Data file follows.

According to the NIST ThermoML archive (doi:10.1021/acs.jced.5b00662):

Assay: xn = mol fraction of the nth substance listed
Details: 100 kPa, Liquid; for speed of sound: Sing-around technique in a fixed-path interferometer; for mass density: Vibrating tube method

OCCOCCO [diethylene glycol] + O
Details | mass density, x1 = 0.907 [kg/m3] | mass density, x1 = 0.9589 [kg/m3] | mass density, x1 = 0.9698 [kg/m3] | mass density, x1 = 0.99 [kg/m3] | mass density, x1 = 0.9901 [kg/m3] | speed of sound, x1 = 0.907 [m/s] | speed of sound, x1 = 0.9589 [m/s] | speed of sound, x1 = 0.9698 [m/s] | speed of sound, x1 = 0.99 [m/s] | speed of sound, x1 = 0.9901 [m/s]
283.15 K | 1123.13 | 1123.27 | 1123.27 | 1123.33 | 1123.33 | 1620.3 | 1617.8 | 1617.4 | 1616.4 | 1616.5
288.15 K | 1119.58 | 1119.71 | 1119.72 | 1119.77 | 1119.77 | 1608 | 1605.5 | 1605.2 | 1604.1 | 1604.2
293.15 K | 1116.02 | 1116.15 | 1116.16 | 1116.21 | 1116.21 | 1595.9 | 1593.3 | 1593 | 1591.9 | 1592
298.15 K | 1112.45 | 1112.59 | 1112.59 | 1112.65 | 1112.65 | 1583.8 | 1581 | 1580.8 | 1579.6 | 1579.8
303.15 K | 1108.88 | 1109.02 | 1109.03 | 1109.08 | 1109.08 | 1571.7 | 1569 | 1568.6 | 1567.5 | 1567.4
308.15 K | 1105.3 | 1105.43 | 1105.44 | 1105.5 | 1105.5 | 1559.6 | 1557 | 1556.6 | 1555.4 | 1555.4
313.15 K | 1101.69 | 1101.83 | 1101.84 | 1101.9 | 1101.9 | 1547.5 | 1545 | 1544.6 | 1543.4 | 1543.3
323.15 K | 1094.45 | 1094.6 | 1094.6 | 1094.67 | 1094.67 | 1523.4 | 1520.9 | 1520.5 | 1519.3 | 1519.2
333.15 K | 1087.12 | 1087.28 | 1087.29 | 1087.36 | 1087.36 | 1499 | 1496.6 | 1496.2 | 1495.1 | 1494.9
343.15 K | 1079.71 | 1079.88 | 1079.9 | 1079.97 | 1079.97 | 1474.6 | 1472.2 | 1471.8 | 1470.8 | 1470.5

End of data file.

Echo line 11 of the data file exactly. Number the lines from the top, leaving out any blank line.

308.15 K | 1105.3 | 1105.43 | 1105.44 | 1105.5 | 1105.5 | 1559.6 | 1557 | 1556.6 | 1555.4 | 1555.4